For the third year we present exclusive reports on this website from Crowe Horwath LLP from its annual Financial Institutions Compensation and Benefits Survey. To review last year’s series and recommendations, see Crowe Horwath Compensation Study.
Developing an effective compensation structure is always a top human resource concern in financial institutions. A critical component of this effort is aligning the salary and benefits being offered with the current market for the position being filled.
Survey data, such as that found in the annual Crowe Horwath LLP Financial Institutions Compensation and Benefits Survey, can be particularly useful for aligning compensation to the market. This article, the third in a series reporting on the 2014 survey responses, focuses on ways banks can use survey data and other tools to adjust their salary, incentives, and benefits programs to reflect market conditions. (Links for earlier articles in the series appear at the end of this one.)
Use a variety of data sources
An effective compensation strategy relies on a broad range of data sources—more than any single survey can provide. For example, the Crowe survey queries participants about a broad range of human resources issues including salary trends, incentives and bonuses, employee benefits, training programs, director compensation policies, and current human resource department priorities. In addition to the overall responses, the survey results are broken down into categories that reflect institution size as well as the population of the communities in which the banks’ headquarters are located.
Yet even this broad range of national survey information is not enough—by itself— to enable the development of a well-thought-out compensation structure. Local surveys, such as those compiled by chambers of commerce or local business publications, could augment the information to provide a more close-up view of local salary trends and economic conditions.
Moreover, many financial institution departments—information technology, for example—require specialized skills and training that are in demand in industries other than banking. When analyzing salary levels for employees in such fields, surveys that are not industry-specific can provide an additional valuable perspective.
It is critical, of course, to always be sure you are using the most recent survey data from each source. Compensation levels in some fields can be quite volatile, reflecting shifts in supply and demand for certain specialized skills.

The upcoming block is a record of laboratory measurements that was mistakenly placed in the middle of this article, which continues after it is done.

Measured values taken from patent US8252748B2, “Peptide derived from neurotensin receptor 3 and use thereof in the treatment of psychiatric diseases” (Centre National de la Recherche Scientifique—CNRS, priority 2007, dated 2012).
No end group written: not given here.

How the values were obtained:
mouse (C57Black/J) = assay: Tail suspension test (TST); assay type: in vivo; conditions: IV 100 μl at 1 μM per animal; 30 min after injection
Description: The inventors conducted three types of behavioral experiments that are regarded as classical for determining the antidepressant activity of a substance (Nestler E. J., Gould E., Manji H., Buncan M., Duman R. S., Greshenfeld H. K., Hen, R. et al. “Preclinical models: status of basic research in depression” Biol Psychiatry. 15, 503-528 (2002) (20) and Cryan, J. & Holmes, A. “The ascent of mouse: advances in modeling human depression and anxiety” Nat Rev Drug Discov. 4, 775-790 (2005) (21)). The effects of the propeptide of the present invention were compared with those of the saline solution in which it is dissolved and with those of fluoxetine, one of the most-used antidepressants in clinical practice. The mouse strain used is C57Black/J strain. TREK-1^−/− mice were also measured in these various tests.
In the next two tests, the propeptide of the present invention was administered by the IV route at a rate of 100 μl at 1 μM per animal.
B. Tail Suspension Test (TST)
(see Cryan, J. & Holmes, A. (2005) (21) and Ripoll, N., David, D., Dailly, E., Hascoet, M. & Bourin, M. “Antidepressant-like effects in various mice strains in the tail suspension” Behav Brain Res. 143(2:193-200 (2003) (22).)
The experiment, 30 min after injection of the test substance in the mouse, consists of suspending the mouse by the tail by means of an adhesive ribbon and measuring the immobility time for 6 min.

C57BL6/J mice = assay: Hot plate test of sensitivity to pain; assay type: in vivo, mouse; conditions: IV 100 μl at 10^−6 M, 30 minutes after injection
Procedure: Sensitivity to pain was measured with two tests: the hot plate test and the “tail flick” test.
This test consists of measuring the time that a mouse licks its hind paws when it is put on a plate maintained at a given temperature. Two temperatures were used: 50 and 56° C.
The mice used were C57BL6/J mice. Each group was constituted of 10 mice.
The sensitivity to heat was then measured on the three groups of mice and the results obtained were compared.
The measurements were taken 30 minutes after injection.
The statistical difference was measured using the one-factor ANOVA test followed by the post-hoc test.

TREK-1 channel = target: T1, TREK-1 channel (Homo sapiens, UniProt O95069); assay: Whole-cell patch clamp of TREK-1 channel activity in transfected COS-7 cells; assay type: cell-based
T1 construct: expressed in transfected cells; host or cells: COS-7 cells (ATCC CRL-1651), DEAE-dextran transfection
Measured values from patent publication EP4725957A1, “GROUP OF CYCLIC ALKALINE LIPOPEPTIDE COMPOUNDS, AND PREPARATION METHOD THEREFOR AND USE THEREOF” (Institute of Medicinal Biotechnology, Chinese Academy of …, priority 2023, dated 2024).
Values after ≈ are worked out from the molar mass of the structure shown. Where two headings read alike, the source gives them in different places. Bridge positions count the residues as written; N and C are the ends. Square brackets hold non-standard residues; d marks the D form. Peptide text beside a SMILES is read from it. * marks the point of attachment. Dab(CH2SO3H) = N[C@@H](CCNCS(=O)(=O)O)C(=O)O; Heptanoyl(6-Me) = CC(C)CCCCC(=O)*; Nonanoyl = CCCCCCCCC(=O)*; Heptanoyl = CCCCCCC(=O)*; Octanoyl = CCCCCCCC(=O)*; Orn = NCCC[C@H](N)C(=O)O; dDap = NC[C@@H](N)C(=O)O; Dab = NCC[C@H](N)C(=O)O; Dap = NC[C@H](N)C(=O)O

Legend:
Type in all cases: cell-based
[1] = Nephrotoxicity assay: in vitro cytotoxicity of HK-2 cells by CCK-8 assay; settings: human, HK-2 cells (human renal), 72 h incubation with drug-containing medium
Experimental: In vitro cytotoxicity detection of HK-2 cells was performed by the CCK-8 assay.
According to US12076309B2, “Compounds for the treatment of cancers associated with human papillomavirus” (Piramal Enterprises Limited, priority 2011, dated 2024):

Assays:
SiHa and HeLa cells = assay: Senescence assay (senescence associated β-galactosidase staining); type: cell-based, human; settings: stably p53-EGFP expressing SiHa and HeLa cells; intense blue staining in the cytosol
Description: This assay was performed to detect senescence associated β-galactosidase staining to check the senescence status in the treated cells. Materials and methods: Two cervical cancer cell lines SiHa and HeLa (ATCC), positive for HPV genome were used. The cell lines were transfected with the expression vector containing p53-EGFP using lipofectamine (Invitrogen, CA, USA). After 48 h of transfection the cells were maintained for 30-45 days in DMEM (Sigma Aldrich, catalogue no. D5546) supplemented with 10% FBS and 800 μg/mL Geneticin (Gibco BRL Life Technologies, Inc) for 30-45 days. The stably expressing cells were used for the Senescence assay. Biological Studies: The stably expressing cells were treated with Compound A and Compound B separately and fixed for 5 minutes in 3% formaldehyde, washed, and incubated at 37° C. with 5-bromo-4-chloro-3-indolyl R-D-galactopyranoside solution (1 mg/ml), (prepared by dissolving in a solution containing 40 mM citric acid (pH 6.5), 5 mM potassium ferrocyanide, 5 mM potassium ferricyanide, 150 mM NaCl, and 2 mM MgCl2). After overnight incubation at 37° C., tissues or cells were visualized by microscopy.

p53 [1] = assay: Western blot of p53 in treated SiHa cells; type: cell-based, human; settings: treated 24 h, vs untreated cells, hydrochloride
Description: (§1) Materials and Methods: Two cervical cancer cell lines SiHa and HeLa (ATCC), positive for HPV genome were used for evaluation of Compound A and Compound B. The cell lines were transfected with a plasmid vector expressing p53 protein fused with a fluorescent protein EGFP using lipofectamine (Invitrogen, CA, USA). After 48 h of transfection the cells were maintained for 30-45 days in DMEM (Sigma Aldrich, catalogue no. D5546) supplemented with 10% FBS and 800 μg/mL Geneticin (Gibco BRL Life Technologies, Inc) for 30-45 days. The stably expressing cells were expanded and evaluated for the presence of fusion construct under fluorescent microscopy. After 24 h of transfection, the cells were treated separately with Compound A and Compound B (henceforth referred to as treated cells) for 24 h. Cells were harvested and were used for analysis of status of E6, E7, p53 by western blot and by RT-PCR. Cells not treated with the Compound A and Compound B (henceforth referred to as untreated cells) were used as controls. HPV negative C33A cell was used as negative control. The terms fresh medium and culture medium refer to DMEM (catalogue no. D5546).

Determine where you want to be in the market
Simply adjusting pay scales to the median levels on a salary survey is not an effective strategy. There can be sound competitive and strategic reasons for a bank to pay above or below the median levels reported by peers.
To make such strategic decisions more effectively, banks should look for survey data that provide more than just the average pay for a position. Additional information such as first quartile, median, and third quartile numbers can make it possible to fine-tune a salary strategy for each particular position and to formulate a more informed strategy overall.
For example, the 2014 Crowe survey reveals an interesting shift in the general compensation strategies among banks of various sizes. For the first time in several years, smaller banks said they are more likely than larger banks to pursue an above-market compensation strategy, as shown in the exhibit.
During the previous three years, a higher proportion of larger banks were pursuing compensation strategies that were more than 10% above the market. Moreover, the gap between larger and smaller banks was growing each year.
In 2014, however, the situation reversed, as 19.3% of smaller banks reported using an above-market compensation strategy, compared to only 13.6% of banks with more than $1 billion in assets. Recognizing such shifts can help banks anticipate coming salary trends and reassess their strategies when appropriate.